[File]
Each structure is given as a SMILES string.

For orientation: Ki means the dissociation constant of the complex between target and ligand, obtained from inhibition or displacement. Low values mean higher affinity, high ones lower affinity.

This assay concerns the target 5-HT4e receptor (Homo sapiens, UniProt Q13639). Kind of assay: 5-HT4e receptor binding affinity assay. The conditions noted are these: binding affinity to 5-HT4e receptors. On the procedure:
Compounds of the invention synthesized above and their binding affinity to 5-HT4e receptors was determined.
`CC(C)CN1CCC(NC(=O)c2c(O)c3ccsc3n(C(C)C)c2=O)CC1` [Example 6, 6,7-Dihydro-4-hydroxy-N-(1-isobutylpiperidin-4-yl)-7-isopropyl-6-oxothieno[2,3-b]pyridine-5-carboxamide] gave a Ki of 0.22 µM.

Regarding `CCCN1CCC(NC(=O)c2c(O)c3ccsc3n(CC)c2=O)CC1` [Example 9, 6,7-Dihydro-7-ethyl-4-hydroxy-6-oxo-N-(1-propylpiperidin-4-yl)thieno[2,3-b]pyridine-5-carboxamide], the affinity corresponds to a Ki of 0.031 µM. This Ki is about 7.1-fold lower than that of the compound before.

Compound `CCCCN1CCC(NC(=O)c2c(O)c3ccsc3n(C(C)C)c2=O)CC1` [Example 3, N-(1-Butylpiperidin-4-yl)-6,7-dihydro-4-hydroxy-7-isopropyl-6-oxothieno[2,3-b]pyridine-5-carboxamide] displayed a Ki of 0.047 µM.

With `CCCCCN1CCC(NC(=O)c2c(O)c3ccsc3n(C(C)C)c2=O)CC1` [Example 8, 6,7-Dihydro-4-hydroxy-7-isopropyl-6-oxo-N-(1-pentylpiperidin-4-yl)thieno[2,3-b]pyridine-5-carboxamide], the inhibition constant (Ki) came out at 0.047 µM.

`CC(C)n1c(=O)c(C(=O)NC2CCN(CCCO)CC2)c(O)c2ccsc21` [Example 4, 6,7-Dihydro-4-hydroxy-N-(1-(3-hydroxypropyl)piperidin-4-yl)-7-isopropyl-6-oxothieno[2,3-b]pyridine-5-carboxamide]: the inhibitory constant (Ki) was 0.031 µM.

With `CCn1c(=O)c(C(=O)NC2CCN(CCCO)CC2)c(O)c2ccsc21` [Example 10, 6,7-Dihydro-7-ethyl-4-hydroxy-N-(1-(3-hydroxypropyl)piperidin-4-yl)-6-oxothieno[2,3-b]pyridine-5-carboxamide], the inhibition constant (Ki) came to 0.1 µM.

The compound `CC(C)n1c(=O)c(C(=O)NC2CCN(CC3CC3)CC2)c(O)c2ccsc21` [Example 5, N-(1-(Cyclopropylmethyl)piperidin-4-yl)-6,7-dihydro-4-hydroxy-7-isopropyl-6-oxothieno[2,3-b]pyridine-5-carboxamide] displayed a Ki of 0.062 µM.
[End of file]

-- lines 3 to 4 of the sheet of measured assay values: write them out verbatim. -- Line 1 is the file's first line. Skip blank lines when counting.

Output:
This assay concerns the target 5-HT4e receptor (Homo sapiens, UniProt Q13639). Kind of assay: 5-HT4e receptor binding affinity assay. The conditions noted are these: binding affinity to 5-HT4e receptors. On the procedure:
Compounds of the invention synthesized above and their binding affinity to 5-HT4e receptors was determined.